How to Make Whole Flaxseed Oil (Mucilage) for Lung Issues
Almost a Miracle
In 2005, my husband contracted West Nile virus. So did several of our family friends. But whereas some of them recovered without noticeable muscle tremors, lung problems, or noticeable residual viral infection(s) and weakened immune systems, my husband was completely out of work for 14 months.
His hands shook, his vision blurred, he could hardly breathe. He fought high levels of pain in his lungs and elsewhere, continuously. Doctors could do almost nothing for him and admitted this. The most helpful thing they did was point him to eucalyptus oil, which we rubbed on his chest. They also provided him with several "helps" which we did research on and discovered were as good as poison . . . a particular nasal spray among them.
Finally, after months of existing on beans and the foodstuffs we had stored up in our home (the way we've always done things, as did our parents before us), and watching my husband's hair turn greyer and his eyes get dull from feelings of total failure as a husband, I decided to take matters into my own hands. He was beginning to show pre-stroke symptoms, as well.
I knew that onion poultices were often used for respiratory ills in years past and I started there. The poultices helped, but my husband still struggled to draw breath within hours of stopping the treatments.
Then a friend told me about homemade boiled flaxseed "oil" (actually mucilage). An acquaintance of hers used it daily for a variety of ailments and had taught her to make it. She had used it for her family to ward off coughs, sinus problems, and joint pain, among other things. I decided that even if the boiled flaxseed oil didn't help my husband, it couldn't hurt him.
Accordingly, I bought a bag of whole golden flax seeds, and boiled a small handful with water, to produce the mucilage. My husband hated the texture (slimy), but drank some anyway—as soon as it was cool enough—and felt good enough to do some work around the house within two days. For the past year, he had barely been able to get around, let alone do anything.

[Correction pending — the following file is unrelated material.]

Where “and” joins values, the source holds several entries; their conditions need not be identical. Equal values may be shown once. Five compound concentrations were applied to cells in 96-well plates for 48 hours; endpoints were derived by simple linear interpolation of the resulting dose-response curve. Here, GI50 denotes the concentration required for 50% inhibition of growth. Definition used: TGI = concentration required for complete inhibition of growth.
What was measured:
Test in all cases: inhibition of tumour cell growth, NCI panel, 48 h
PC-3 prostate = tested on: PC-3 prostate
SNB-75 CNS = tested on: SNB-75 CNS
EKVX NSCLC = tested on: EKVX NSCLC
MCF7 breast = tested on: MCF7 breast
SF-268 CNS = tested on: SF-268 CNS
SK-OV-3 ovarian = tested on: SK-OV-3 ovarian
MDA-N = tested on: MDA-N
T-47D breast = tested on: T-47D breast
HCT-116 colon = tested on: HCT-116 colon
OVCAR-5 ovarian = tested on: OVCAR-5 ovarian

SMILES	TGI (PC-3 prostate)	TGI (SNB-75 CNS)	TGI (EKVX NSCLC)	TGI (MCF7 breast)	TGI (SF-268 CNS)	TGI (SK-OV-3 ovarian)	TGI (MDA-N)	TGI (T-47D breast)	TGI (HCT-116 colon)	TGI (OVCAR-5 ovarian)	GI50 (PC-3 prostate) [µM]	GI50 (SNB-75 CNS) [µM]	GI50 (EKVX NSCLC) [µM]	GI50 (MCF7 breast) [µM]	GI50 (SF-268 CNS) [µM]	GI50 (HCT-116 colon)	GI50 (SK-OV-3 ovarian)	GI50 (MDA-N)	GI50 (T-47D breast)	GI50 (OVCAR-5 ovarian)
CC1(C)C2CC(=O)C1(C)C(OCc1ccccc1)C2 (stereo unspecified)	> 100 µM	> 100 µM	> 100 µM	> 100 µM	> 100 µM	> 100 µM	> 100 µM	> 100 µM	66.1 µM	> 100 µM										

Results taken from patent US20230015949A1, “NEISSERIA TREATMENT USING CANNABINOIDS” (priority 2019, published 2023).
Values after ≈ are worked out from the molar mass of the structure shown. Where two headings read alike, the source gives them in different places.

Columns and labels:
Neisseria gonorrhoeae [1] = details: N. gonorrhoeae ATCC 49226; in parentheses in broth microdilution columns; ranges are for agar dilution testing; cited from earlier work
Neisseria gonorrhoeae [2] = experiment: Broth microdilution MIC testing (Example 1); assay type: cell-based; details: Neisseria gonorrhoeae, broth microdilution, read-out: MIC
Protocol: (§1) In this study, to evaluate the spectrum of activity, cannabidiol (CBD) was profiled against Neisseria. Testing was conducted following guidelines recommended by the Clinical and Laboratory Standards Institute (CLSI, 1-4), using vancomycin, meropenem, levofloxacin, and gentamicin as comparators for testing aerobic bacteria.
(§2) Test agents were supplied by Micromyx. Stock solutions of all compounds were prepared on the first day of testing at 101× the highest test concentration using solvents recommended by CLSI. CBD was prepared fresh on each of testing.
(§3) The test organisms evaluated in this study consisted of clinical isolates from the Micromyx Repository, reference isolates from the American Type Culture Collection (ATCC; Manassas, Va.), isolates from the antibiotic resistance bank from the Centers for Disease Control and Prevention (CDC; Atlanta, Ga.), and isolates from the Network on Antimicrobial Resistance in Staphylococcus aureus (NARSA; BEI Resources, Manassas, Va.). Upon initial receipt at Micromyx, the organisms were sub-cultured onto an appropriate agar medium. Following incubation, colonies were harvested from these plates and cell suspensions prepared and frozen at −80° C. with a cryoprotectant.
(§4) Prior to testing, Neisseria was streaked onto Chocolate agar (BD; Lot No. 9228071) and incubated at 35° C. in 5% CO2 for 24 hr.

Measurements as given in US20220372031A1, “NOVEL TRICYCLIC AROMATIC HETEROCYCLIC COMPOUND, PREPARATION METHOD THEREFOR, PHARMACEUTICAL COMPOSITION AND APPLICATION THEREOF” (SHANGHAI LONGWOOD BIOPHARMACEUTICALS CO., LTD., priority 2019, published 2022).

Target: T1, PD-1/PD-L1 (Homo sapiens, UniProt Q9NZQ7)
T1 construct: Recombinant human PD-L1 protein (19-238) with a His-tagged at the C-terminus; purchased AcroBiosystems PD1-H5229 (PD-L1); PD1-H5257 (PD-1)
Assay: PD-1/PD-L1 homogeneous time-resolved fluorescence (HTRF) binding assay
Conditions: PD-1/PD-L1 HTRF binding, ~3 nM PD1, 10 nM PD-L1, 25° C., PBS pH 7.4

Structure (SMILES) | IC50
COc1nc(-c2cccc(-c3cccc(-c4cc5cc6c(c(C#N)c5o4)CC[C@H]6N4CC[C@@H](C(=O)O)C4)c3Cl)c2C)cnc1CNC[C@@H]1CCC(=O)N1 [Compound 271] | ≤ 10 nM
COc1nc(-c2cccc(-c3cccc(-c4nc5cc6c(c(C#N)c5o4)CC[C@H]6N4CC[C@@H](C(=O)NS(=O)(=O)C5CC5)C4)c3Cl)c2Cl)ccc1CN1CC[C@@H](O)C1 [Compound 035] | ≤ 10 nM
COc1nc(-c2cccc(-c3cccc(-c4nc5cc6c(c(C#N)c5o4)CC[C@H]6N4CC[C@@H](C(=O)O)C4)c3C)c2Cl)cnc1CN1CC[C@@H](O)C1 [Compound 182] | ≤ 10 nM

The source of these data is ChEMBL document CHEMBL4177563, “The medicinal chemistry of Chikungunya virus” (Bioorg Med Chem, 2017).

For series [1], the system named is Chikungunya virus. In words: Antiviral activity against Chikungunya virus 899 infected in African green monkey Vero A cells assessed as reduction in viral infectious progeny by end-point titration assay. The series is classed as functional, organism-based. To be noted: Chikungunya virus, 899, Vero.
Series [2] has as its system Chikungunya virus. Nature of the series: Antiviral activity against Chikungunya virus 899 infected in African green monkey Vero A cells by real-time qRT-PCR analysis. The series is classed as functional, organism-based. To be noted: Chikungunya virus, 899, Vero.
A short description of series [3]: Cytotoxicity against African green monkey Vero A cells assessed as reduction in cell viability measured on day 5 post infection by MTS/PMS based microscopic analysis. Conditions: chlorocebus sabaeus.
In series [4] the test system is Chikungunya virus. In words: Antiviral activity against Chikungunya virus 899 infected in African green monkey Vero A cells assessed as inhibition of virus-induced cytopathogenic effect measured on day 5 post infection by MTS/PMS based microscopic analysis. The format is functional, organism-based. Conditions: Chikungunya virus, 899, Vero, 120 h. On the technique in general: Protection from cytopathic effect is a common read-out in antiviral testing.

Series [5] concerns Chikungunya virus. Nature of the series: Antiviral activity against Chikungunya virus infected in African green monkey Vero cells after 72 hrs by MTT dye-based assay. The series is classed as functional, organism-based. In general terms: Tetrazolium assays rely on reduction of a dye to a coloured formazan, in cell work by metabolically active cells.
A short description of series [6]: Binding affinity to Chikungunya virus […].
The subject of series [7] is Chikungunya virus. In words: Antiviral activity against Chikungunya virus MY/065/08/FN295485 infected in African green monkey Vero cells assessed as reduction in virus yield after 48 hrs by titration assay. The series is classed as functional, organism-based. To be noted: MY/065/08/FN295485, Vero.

For several days he drank some of the oil, and within a week, his lung capacity had doubled. He still had lung scarring, which he might always have, but he was able to work again and has done so ever since. It is true that 8-hour days are long for him, and he rarely works more than 6 hours at a stretch, but his work (construction) is physically demanding, and the point is that he can support his family again. The flax oil gave him back his ability to live and work like an honorable man, and he can once again enjoy life.
A Handful of Flax Seeds for You
A Recipe for Homemade Boiled Flaxseed "Oil"
You will need:
- Whole flax seeds, either brown or golden
- Drinking water
- A saucepan
- A jar to keep the oil in, preferably glass
Bring 2 cups of water to a boil, and add 1-2 tablespoons of whole flax seeds. Decrease heat to medium-low, and boil, uncovered, for 8 minutes, or until the water begins to thicken, appears somewhat glossy and has streaks that resemble egg-white.
Set aside to cool, then pour into a jar, and store in the refrigerator. Use within 10 days as, like with all good oils, it will turn rancid.
Note: Be sure to boil the flax mucilage at a low temperature or it will foam up over the pan and make a mess of your stove!
The Boiled Flaxseed Mucilage When It's Boiled Enough
A Flaxseed Oil and Onion Poultice
In a book called , I came across a more complicated flax oil combination used in a poultice for a man with a terrible cough. Because I have not obtained permission to quote from the book, I will describe the elements of this poultice, minus the religious overtones given in the book. Giants in the Earth
The poultice included:
- 4 large onions, chopped fine